Adams Bayou Trash-Off Saturday
Adam’s Bayou flows through Orange, West Orange and Pinehurst and its banks are lined with trees, grasses and wildflowers. Great white egrets, blue herons and pine roseate spoonbills roost in the trees. But floating beer cans, discarded car tires and wrappers from fast-food tacos add unwanted color.
On Saturday, volunteers will once again clean hundreds of pounds of garbage out of the bayou during the 13th annual Adam’s Bayou Trash-Off. The event was originally organized by Michael Hoke, a science teacher for the West Orange-Cove school district who established the original Nature Classroom. Now, Hoke is executive director of the Stark Foundation’s Shangri La Botanical Gardens and Nature Center, and Shangri La is sponsoring the event.
This year, the clean-up is as important as ever. Visitors to Greater Orange will be riding on electric pontoon boats along the bayou when Shangri La opens to the public on March 11. Litter can spoil the view.
Kristin Hamerly, environmental educator intern at Shangri La, is coordinating the Trash-Off this year. She expects about 300 volunteers to participate, rain or shine. Through the years, merchants have donated trash picker-uppers, work gloves and trash bags. All volunteers need to do is attend, though old clothes and old shoes or boots are recommended.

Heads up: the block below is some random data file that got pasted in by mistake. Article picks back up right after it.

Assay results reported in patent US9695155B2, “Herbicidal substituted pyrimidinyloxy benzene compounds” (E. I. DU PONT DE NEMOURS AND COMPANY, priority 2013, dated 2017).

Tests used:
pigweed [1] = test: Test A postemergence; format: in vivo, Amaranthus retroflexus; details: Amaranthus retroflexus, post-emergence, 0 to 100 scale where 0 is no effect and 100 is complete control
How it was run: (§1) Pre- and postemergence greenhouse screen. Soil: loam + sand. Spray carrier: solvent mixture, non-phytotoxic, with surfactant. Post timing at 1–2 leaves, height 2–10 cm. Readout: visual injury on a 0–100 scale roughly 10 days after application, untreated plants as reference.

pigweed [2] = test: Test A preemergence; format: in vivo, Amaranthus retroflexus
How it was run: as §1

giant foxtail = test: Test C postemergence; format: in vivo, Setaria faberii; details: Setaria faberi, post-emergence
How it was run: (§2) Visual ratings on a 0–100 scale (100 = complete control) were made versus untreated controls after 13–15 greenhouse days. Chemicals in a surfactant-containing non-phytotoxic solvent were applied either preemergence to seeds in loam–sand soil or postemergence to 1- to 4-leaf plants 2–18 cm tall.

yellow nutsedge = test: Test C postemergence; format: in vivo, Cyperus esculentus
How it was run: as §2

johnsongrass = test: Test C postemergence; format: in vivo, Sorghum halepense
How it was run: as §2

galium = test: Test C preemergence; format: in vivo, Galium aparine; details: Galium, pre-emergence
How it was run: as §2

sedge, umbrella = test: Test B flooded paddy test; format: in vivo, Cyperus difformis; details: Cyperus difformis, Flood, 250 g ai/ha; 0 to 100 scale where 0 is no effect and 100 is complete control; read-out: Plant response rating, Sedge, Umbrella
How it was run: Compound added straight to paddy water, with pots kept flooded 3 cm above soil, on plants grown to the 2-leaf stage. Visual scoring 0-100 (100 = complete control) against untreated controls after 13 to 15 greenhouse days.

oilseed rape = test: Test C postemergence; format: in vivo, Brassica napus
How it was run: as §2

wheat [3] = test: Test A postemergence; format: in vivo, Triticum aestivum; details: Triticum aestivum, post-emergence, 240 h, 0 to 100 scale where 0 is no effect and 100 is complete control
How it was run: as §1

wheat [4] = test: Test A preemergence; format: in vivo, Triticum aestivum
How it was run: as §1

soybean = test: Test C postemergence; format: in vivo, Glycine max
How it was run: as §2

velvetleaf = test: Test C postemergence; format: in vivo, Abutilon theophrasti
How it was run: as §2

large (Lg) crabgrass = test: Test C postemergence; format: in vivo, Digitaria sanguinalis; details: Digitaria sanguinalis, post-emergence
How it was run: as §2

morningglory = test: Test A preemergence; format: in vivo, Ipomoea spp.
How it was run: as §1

Volunteers should come to Lions Park on Main Street about 7:45 a.m. Saturday. The park doesn’t have a boat launch, but volunteers with small motorized boats may come to the banks at the park to help volunteers get to sites along the bayou. Also, canoes and pirogues can be put into the water at the park.
Groups and individuals may register for the event by contacting Hamerly at 670-9113. Registration, though, is not required and volunteers may simply come to the event.
The Trash-Off extends from the bayou out into the streets and ditches of the three cities. Hamerly said they try to reach the areas where heavy rains wash the litter into the bayou.
The first week in February is the traditional date for the event. Hamerly said the winter time is good because the north winds have usually blown some of the water out of the bayou, leaving more of the shore accessible to pick up trash. Also, vegetation has died back, letting more litter be seen. And another plus is that the snakes are in hibernation.
The Trash-Off will last until noon, and volunteers will be treated to a pizza lunch and soft drinks. Local merchants also donate prizes for the volunteers.